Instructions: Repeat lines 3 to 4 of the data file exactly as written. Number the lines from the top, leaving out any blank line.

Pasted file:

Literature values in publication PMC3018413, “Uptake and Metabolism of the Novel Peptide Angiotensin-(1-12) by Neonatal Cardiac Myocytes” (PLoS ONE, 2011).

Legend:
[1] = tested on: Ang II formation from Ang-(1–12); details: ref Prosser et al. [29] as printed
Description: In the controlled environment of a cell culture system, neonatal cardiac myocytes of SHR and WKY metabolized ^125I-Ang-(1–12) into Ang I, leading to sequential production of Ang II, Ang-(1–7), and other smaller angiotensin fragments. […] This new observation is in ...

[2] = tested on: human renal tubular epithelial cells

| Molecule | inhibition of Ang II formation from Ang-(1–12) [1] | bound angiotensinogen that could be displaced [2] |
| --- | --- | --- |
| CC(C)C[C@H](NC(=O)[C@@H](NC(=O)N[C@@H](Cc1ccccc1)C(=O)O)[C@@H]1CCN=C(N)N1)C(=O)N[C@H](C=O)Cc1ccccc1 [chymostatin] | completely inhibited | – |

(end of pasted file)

[1] = tested on: Ang II formation from Ang-(1–12); details: ref Prosser et al. [29] as printed
Description: In the controlled environment of a cell culture system, neonatal cardiac myocytes of SHR and WKY metabolized ^125I-Ang-(1–12) into Ang I, leading to sequential production of Ang II, Ang-(1–7), and other smaller angiotensin fragments. […] This new observation is in ...